As bird flu spreads across Russia, authorities confirmed the outbreak is the same strain of the disease that caused human deaths in Asia. Some European countries have adopted tough measures to counter the threat.
Thousands of birds have been slaughtered in Russia
Russian health officials have confirmed that the outbreak of bird flu heading westwards through the country is the dangerous H5N1 strain. The latest city to be affected is Chelyabinsk, in the Ural mountains. Across Russia, thousands of contaminated geese, chicken and ducks have already had to be killed.
Authorities have blocked roads and slaughtered birds in the area in an effort to control the outbreak. Chelyabinsk is the sixth region in Russia to have been infected since bird flu was first discovered in mid-July. Mongolia and Kazakhstan have also reported outbreaks.
H5N1 is the most deadly strain of the bird flu virus, but so far there have been no reports from Russia of humans contracting the disease.
Dick Thompson, communicable diseases spokesman for the World Health Organization, says the odds of this are low, but that the characteristics of the H5N1 strain increase the danger of a human pandemic.
"What we worry about is that it may happen that the virus infects a human, or even a pig, that has a circulating strain of normal influenza, and this normal human influenza will recombine with this avian form," said Thompson, "What will emerge is a strain that the human immune system has never seen before and moves easily from person to person, and that would ignite a pandemic."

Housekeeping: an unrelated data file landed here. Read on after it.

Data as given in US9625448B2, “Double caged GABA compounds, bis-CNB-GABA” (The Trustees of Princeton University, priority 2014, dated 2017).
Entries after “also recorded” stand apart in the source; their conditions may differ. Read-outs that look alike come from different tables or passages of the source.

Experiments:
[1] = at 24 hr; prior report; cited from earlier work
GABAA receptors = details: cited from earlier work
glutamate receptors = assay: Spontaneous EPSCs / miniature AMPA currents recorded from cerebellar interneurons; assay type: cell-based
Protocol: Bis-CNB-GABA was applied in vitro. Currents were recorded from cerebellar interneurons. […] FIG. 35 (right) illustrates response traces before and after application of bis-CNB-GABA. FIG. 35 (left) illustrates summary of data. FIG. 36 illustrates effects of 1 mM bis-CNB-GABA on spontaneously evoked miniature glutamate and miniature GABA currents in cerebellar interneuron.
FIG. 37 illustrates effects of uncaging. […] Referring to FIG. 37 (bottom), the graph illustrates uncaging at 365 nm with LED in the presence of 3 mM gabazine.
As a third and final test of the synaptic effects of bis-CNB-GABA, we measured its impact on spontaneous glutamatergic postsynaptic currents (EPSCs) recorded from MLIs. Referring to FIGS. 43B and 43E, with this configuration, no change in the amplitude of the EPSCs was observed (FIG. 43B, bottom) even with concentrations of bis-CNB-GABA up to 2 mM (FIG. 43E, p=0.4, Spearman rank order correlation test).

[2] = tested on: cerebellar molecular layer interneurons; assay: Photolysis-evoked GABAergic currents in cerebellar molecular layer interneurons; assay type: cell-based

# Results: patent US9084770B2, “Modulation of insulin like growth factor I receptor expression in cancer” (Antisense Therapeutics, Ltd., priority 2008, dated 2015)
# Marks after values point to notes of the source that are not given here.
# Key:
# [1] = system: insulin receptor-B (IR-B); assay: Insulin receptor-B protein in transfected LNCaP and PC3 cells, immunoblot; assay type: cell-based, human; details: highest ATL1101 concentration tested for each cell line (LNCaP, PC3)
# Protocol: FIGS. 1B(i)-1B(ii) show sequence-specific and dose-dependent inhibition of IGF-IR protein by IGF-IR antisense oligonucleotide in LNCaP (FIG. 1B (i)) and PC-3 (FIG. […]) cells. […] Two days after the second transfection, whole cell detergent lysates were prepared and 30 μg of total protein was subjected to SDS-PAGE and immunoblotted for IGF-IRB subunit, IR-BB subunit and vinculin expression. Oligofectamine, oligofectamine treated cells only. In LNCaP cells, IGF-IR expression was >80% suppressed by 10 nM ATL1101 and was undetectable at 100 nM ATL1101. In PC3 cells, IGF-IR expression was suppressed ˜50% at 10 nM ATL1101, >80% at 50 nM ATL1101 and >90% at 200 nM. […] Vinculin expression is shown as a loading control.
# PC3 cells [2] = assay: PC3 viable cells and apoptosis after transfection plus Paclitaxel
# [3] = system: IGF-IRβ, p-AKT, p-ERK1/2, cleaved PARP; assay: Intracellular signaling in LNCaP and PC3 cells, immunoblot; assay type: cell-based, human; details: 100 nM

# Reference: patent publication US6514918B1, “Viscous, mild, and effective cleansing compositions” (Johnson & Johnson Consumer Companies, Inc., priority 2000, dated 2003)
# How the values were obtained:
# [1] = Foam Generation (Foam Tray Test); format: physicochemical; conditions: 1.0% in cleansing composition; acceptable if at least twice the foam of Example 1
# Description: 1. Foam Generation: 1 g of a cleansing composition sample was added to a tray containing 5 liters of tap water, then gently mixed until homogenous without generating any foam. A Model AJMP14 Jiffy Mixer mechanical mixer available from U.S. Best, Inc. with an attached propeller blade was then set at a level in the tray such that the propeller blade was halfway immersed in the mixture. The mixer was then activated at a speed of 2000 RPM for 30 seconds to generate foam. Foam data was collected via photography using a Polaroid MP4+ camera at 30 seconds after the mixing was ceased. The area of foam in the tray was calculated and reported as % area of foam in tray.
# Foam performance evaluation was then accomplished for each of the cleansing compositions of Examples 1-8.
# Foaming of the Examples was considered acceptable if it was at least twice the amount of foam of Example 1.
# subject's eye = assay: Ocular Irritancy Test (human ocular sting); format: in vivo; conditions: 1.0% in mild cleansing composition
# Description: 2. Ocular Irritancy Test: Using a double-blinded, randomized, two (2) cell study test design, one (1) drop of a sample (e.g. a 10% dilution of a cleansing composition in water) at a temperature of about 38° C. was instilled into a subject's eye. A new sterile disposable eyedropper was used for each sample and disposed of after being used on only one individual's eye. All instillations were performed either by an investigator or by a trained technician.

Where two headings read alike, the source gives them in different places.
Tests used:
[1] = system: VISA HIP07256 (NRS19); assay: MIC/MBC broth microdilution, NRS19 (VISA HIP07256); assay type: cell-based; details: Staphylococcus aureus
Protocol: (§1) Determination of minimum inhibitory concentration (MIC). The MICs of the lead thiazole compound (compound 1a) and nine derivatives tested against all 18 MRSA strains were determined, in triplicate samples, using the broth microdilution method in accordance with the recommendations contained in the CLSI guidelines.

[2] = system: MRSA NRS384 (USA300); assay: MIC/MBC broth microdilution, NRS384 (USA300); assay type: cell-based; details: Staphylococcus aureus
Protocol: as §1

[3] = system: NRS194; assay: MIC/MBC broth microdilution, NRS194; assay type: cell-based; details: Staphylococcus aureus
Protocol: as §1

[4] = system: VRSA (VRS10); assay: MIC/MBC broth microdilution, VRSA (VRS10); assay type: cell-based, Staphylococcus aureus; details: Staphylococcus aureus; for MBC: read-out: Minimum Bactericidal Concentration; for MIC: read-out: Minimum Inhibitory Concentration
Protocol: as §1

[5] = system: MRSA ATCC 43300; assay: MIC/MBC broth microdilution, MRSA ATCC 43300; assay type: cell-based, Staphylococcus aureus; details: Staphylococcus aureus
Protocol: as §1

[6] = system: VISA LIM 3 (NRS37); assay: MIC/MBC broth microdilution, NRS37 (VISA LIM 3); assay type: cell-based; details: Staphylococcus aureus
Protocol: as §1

Although European officials say there is no immediate danger to Europe, they are already moving to minimize the risk of local bird populations becoming infected. Russia's public health chief has warned that as migrating birds leave Russia ahead of winter, they will carry the disease westwards, towards Europe, Africa and the Middle East.
In response to this threat, the Netherlands, which suffered a bird flu outbreak in 2003, has adopted the toughest measures in Europe. On Tuesday, the Dutch Agriculture Ministry issued a directive to farmers to keep all poultry indoors in order to minimize contact with migrating birds from Russia. Last Friday the EU also banned the import of live birds and feathers from Russia and Kazakhstan, although in practice no such trade exists.
Inadequate supplies of anti-virals
Despite the new danger, EU officials said on Tuesday that they have no plan to increase vaccine supplies. Because a pandemic may be caused by a new mutation of the virus, Dick Thompson from the WHO says that vaccines may not be an effective measure against the disease.
"While we do believe that the virus is susceptible to a particular anti-viral, that anti-viral will be in limited supply," he said. "Countries which are depending on medical approaches, vaccines and anti-virals will find that there are actually inadequate supplies to confront a pandemic." The best European authorities can do at this stage is to try to keep the disease away from local bird populations.